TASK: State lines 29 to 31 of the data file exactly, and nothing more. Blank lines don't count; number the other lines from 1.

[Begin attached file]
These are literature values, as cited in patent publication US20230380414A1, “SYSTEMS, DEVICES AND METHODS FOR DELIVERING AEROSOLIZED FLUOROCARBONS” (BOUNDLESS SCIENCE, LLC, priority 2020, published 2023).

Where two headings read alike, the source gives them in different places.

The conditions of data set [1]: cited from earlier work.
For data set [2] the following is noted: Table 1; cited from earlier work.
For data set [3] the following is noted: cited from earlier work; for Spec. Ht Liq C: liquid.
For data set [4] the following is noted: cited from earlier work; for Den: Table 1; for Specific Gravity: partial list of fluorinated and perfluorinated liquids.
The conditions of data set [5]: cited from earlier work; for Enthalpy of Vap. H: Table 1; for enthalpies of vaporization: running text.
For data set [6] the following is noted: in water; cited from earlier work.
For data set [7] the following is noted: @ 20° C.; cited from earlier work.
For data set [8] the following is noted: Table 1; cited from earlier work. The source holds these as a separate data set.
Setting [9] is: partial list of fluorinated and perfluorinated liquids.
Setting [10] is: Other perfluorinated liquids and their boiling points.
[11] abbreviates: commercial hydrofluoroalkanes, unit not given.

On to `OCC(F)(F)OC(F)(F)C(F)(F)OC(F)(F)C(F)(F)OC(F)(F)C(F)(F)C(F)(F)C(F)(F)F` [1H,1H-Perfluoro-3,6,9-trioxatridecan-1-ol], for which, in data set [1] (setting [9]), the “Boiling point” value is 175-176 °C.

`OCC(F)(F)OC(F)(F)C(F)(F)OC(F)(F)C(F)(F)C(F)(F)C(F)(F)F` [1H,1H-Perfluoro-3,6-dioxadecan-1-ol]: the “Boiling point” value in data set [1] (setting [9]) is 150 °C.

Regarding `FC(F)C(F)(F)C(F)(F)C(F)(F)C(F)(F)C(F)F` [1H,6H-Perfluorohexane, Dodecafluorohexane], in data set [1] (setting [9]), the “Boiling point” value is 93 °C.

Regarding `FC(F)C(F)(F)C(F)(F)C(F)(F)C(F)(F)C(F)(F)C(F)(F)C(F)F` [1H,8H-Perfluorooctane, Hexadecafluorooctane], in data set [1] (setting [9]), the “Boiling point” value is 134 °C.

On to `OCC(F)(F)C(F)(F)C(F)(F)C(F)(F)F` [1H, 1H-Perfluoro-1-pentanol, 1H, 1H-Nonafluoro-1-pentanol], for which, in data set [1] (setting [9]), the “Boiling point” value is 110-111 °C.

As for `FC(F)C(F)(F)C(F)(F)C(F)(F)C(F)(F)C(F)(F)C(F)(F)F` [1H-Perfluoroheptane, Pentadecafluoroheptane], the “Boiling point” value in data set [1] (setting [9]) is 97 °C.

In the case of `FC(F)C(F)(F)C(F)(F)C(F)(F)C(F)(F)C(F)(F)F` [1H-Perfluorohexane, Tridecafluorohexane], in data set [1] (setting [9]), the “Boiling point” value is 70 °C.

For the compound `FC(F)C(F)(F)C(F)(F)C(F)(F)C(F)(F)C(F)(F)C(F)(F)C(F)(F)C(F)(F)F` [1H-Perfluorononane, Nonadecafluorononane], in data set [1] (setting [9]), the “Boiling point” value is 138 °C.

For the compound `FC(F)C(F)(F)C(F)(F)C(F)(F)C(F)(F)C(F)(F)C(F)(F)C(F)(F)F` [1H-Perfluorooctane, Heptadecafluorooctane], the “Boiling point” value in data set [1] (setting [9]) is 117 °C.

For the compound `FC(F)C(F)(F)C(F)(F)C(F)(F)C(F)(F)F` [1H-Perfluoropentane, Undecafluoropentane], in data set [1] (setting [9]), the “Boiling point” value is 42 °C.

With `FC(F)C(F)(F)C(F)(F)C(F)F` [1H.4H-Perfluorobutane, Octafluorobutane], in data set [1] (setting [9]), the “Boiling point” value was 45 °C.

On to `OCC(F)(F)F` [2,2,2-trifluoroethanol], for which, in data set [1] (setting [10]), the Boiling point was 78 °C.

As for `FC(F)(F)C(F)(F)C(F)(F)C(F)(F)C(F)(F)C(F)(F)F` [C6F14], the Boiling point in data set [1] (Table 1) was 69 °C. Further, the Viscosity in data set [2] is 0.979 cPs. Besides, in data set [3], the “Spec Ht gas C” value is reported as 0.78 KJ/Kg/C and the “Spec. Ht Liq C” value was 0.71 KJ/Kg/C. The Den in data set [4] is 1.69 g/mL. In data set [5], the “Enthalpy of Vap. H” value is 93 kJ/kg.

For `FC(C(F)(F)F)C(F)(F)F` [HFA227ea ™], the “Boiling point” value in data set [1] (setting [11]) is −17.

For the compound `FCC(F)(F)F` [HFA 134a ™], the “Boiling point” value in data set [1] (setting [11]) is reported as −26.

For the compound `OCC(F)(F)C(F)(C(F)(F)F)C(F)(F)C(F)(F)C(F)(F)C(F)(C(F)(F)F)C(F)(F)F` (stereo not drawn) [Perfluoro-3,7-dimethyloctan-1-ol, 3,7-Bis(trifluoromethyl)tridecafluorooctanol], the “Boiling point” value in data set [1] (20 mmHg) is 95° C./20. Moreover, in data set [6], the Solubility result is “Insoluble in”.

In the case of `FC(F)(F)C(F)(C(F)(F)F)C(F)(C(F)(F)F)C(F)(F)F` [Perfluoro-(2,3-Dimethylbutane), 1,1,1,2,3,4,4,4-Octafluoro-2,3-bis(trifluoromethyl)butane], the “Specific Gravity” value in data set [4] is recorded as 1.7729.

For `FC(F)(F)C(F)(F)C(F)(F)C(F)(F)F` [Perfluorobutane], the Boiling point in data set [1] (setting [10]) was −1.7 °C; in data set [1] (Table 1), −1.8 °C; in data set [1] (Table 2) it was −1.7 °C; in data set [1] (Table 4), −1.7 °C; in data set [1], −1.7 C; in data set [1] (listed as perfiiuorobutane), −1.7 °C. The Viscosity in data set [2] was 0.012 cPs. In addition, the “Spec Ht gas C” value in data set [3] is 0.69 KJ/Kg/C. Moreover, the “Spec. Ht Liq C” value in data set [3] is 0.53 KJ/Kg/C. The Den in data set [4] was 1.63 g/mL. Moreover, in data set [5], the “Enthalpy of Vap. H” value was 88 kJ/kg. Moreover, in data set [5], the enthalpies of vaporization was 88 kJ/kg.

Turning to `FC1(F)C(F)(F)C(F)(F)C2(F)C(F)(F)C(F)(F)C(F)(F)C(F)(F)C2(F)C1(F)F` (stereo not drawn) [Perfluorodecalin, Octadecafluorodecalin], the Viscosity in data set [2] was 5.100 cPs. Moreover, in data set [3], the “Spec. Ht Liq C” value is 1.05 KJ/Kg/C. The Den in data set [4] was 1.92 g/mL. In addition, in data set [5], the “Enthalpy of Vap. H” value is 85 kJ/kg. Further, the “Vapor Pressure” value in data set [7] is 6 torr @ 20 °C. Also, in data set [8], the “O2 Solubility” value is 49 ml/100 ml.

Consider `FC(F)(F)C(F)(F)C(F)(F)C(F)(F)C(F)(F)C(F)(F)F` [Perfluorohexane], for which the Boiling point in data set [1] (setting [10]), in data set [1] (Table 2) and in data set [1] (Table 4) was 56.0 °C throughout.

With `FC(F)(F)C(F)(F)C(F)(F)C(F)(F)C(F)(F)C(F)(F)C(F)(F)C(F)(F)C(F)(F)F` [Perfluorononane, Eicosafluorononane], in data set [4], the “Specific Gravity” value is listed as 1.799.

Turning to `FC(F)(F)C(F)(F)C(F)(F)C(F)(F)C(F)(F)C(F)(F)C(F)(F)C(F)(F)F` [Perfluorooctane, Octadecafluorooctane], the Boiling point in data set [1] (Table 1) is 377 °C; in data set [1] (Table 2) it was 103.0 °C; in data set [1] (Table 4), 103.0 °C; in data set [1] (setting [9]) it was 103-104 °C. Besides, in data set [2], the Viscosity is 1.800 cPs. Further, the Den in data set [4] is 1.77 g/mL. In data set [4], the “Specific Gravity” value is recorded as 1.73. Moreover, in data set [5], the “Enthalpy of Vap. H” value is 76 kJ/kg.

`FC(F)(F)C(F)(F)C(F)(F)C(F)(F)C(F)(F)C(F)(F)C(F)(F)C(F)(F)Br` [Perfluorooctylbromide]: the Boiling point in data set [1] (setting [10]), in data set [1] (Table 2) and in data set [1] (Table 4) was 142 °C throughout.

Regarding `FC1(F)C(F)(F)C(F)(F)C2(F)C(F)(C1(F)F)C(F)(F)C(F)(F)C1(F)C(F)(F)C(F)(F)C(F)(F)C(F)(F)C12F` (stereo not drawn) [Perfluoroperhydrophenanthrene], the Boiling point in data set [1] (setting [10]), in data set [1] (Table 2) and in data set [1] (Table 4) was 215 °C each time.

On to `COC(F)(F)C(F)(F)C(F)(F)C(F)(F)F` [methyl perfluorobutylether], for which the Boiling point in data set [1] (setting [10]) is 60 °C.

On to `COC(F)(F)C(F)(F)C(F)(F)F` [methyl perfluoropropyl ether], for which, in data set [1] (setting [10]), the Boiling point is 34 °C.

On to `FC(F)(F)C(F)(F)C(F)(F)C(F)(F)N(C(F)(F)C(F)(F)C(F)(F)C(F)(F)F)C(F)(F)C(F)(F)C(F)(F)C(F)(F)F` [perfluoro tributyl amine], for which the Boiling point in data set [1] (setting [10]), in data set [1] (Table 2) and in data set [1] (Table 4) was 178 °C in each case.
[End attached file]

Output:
For the compound `OCC(F)(F)C(F)(C(F)(F)F)C(F)(F)C(F)(F)C(F)(F)C(F)(C(F)(F)F)C(F)(F)F` (stereo not drawn) [Perfluoro-3,7-dimethyloctan-1-ol, 3,7-Bis(trifluoromethyl)tridecafluorooctanol], the “Boiling point” value in data set [1] (20 mmHg) is 95° C./20. Moreover, in data set [6], the Solubility result is “Insoluble in”.

In the case of `FC(F)(F)C(F)(C(F)(F)F)C(F)(C(F)(F)F)C(F)(F)F` [Perfluoro-(2,3-Dimethylbutane), 1,1,1,2,3,4,4,4-Octafluoro-2,3-bis(trifluoromethyl)butane], the “Specific Gravity” value in data set [4] is recorded as 1.7729.

For `FC(F)(F)C(F)(F)C(F)(F)C(F)(F)F` [Perfluorobutane], the Boiling point in data set [1] (setting [10]) was −1.7 °C; in data set [1] (Table 1), −1.8 °C; in data set [1] (Table 2) it was −1.7 °C; in data set [1] (Table 4), −1.7 °C; in data set [1], −1.7 C; in data set [1] (listed as perfiiuorobutane), −1.7 °C. The Viscosity in data set [2] was 0.012 cPs. In addition, the “Spec Ht gas C” value in data set [3] is 0.69 KJ/Kg/C. Moreover, the “Spec. Ht Liq C” value in data set [3] is 0.53 KJ/Kg/C. The Den in data set [4] was 1.63 g/mL. Moreover, in data set [5], the “Enthalpy of Vap. H” value was 88 kJ/kg. Moreover, in data set [5], the enthalpies of vaporization was 88 kJ/kg.